In 1982, the US military invited allied countries to send a pair of outstanding paratrooper officers to attend the four-month US Army Special Forces Qualification Course (the “Q” course) at Ft. Bragg, North Carolina. This is the training ground for qualifying US Army Green Berets. The attrition rate is over 50%. Among the two selected by the Israeli military, one was a young Parachute Brigade company commander, Capt. Benny Gantz. I was a US Army captain competing for a spot to join one of the three Green Beret units in the US Army, the 10th Special Forces Group (Airborne).
The 150 soldiers in the Q course live, sweat and train together. Foreign officers participate, and are tested, no differently than their American counterparts. In the May 1982 class, foreign officers attended from Lebanon, Egypt, Sudan, Spain, Indonesia, S. Korea and Malaysia. Even among such a varied group, Gantz stood out. He showed himself to be an outstanding tactical leader and competitor. He remained focused on the missions at hand.
I was proud to work with him as we engaged in tactical parachute operations, long rucksack marches, survival training, land-navigation testing and hand-to-hand combat, as well as training in the basic Special Forces skills of communications, demolitions, weapons and first aid. Gantz led by example among the foreign officers. Even some more senior foreign officers rallied around him for guidance.
He did not fail to compete in other ways as well. During the limited weekend basketball and soccer competition back at the military base, Benny starred in battles by the foreign students against their US officer counterparts.
One night, during land navigation, Benny and I managed to be among the first three to complete the night course – locating engineer stakes three to four miles apart, in the dark, as part of a timed exercise. We sat, fatigued, and started a small fire. We enjoyed a soldier’s toast of C-ration coffee, cocoa, creamer and sugar. We shared a single canteen cup. We discussed the conflicts in the Middle East. We engaged in lively debate.
As we sat there, however, Benny’s parachute company had deployed into Lebanon and was then engaged in combat. Benny soon learned of his unit’s assignment and felt his first duty meant he should be with his troops. We returned from our field testing, and Benny requested to leave the US to rejoin his soldiers. He was instructed to complete the Q course. He did, but upon his subsequent return to Israel, Benny immediately rejoined his parachute unit in Lebanon.
I TRAVELED to Israel in 1983 and 1984, and stayed with Gantz. He proved to be a superb host. I met and visited with his family in Moshav Kfar Ahim. I listened, awestruck, as family members recounted the survival tale of his mother making it out of the concentration camps, and Benny’s father’s escape to Israel ahead of the Nazis.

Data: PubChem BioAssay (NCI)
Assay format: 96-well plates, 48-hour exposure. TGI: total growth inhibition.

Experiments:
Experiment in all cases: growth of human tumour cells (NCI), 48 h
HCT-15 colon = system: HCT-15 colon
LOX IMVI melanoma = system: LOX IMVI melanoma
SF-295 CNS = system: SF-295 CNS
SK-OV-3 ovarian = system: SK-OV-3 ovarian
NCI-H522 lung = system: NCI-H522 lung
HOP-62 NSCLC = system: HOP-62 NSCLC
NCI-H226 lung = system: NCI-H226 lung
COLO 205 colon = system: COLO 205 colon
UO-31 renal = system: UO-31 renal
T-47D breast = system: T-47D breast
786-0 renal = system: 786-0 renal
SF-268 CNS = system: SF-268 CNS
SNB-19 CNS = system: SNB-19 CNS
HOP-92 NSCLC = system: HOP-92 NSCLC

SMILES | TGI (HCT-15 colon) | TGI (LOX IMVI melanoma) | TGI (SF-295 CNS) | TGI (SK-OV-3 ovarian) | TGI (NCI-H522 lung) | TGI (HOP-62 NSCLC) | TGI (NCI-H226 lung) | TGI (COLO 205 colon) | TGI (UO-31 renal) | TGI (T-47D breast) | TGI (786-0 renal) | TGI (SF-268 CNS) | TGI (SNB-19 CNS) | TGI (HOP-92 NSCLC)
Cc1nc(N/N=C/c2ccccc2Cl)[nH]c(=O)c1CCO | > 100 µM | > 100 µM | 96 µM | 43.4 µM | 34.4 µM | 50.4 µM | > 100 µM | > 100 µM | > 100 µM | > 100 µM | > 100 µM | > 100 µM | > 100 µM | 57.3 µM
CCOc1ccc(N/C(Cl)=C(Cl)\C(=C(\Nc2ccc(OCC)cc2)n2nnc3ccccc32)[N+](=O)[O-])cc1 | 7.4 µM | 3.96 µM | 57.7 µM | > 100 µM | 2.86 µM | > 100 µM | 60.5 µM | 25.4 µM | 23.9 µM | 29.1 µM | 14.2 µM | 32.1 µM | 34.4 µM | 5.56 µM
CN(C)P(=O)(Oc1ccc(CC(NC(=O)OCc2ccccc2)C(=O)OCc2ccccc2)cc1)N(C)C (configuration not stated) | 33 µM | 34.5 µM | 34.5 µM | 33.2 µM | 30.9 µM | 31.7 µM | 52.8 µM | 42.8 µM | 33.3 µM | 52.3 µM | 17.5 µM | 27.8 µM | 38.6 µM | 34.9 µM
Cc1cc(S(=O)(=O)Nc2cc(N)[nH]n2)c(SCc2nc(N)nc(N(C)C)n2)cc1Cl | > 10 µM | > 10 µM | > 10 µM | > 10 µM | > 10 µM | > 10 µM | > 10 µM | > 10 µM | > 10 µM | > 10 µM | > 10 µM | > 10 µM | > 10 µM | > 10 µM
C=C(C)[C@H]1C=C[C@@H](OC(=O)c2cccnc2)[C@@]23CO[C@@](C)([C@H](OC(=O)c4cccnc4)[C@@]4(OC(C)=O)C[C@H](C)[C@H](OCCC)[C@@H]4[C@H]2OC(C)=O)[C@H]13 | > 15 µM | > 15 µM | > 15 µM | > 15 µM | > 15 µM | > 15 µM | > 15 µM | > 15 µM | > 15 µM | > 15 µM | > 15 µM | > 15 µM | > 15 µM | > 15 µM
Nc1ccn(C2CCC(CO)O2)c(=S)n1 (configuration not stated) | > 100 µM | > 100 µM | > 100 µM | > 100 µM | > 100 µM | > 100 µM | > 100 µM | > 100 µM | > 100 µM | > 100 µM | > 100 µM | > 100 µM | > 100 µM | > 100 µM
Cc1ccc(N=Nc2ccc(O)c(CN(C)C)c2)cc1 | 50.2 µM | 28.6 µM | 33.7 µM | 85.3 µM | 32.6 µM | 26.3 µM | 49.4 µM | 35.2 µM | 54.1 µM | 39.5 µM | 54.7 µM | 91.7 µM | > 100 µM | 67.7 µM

Gantz is a proud Israeli sabra. He remembers the past, has served in the present and is best prepared to serve in the future. Benny brought me to the Golan Heights. He is both a leader, teacher and a brilliant military mind. He explained the successes and failures in the Yom Kippur War. We stopped at the point where the furthest Syrian tank advanced into Israel.
I followed Benny’s later successes as he commanded the Shaldag Commando Paratroopers Unit responsible for liberating Ethiopian Jews and flying them to Israel. His further commands, including the prestigious 890th Parachute Battalion, the IDF Parachute Brigade, the Judea and Samaria Division, the Northern Command and IDF Forces in Lebanon all demonstrated the respect he deserved. As military attaché to the United States, I shared time together with Benny from Washington to my home in New Hampshire.
Five years ago, my wife and I spent a week hosted by then-chief of staff Gantz and his wife, Revi, in their home. During that visit, he relayed a training experience he had with a young lieutenant. Benny challenged the platoon commander for not being forward enough in his defensive perimeter. This lieutenant and lieutenant-general then debated tactics. In the end, Benny expressed his confidence in the young platoon commander. It was classic Benny Gantz – teacher, motivator and leader.
Benny’s sisters asked during this visit if I knew, back in 1982, that Benny would rise to such levels of leadership. Yes, I knew, because even then I saw the glint in his eye and the unique qualities Benny routinely displays: unparalleled leadership, thoughtfulness, composure and dedication.
Benny Gantz will never let his country down. He is the leader Israel needs for the future. He served as a soldier’s soldier. He has developed into a respected statesman. He is a sabra dedicated to carrying on the dreams of his parents and protecting the future for his and all of Israel’s children. He listens to competing arguments, respects differing opinions and leads by example.
He is the right man, at the right place, at the right time. His life has been shaped by his family’s history, his service to Israel and his tenacity as a soldier/leader. Now is the time for Israelis to focus on the future of Israel. Benny Gantz will provide a steady hand on the tiller of government. He has the vision to deliver Israel safely into the future. I am proud to call him my friend, fellow soldier and colleague.
The writer is a West Point graduate and former US Army Green Beret officer who trained and served with then-Cpt. Benny Gantz.
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